Choosing to subscribe to resource loads means that the project will obey all constraints by projects in the repository that are publishing their loads. By using only the publish or subscribe option a hierarchy of priority can be established between simultaneous projects — a project that only publishes will always have its needs met first, while a project that only subscribes will be assigned resources only when they can be spared.

By both publishing and subscribing, projects are treated as equals — and if a project neither publishes or subscribes, it ignores external factors and syncs only with its own updates.

The key to balancing resource loads across projects is that individual resources be tagged and identified by a unique email address that is shared across all projects. This can be set in the Resource Info section of the Resource inspector.

Managing Server Repositories

Once you have an account set up and have begun publishing and subscribing to projects, you can manage your repository accounts and shared projects with the centralized Server Repository screen. Choose OmniPlan ▸ Server Repository to see and manage your shared OmniPlan projects.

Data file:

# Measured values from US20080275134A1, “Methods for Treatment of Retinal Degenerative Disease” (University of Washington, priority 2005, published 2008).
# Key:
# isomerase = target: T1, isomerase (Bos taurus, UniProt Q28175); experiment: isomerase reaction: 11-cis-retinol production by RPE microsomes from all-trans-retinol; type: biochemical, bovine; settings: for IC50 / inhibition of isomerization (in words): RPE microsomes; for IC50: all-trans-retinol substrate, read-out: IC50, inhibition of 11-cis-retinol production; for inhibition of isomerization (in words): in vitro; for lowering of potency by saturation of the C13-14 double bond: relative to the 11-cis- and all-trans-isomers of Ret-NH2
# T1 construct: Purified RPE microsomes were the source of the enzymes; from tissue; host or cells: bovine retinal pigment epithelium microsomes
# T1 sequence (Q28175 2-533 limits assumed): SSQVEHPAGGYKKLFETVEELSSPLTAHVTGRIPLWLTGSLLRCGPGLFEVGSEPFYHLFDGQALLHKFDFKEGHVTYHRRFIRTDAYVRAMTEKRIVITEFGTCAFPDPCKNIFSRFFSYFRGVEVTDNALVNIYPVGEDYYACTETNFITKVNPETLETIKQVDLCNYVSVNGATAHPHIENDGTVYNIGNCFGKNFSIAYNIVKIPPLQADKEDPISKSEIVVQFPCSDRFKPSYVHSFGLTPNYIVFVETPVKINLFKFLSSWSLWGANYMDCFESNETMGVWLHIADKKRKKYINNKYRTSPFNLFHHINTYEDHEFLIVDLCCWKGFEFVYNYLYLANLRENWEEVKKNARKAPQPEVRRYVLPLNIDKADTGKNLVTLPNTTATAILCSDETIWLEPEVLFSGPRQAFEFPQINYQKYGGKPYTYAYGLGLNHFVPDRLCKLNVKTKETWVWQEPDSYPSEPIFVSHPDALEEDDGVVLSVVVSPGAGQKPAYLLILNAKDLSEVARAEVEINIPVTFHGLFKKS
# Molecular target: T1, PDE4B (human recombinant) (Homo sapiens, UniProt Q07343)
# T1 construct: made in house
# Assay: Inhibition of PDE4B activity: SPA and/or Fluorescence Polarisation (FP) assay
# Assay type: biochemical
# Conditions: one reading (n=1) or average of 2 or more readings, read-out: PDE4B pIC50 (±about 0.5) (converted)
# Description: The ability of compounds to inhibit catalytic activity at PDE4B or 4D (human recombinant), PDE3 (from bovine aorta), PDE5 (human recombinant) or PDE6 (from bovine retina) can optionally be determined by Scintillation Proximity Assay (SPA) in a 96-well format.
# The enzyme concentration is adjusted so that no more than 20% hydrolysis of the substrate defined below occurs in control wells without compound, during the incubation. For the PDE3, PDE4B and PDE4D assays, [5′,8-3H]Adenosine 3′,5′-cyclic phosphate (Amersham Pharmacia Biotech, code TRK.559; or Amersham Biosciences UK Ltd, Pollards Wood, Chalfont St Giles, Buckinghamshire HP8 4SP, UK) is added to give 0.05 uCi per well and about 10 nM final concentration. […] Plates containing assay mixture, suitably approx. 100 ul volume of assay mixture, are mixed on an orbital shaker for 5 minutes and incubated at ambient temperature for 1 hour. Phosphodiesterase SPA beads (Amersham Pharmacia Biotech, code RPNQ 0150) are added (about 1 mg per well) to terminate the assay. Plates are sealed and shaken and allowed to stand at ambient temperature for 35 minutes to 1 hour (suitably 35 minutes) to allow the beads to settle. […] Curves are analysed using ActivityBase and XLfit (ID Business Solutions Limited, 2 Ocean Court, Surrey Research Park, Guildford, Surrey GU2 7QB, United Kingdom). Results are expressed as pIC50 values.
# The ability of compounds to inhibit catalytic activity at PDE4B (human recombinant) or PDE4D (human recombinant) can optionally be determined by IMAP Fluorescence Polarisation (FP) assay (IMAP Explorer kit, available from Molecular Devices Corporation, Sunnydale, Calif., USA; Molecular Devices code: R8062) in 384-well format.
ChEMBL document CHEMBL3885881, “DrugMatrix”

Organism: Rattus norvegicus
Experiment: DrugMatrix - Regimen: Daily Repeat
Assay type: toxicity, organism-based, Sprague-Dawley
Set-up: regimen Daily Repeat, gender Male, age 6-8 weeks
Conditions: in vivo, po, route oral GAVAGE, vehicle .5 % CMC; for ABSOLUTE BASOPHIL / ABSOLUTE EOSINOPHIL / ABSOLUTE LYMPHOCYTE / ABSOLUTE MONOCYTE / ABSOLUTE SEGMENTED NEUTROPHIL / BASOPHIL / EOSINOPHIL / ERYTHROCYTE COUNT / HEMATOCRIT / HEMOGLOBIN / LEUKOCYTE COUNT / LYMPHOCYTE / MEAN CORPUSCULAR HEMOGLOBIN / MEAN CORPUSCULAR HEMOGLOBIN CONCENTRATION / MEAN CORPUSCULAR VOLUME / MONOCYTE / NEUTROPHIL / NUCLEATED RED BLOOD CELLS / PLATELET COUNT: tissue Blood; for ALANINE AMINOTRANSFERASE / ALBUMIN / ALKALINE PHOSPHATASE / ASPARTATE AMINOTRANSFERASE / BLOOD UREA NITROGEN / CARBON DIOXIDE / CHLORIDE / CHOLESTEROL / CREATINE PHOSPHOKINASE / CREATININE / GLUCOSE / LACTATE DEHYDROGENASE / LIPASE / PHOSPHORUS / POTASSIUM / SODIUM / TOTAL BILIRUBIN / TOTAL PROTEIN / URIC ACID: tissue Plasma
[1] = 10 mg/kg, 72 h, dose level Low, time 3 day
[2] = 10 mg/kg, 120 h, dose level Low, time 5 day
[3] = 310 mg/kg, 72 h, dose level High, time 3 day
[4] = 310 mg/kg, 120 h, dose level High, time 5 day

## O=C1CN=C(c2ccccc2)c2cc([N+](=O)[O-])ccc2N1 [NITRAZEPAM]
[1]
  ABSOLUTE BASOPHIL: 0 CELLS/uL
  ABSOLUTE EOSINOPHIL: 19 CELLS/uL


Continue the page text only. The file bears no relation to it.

The Server Repository window will be empty if you open it before creating an account or publishing your first project.

The Account menu lists your Omni Sync Server and WebDAV accounts by name (as set up in Accounts Preferences); these are the types of account that can operate OmniPlan repositories. Choose an account in the pop-up to see the projects in its repository. To add to or edit your accounts, click the Account Info button.

The Server Repository window.

The list shows all projects that have been published to the repository, and the following information about them:

  1. Load — Indicates, by the presence of a vertical bar graph icon, whether these projects are sharing their resource load information with other projects in the repository for the purposes of leveling resources across projects.
  2. Last Modified — The date when the project was last modified by any user with shared access to it.
  3. Last Truncated — To optimize the speed of syncing on currently active projects, once a certain size threshold is exceeded in the sync log OmniPlan sets aside older changes on the server and “truncates” what is synced to only the newest set of changes. If OmniPlan sees that a project hasn’t been updated since the date the changelog was last truncated (shown here), it retrieves older changes from the archived logs on the server.
  4. Changelog, Total Size, File UUID — The file size of the changelog and total project respectively, and the unique ID assigned to the project on the server.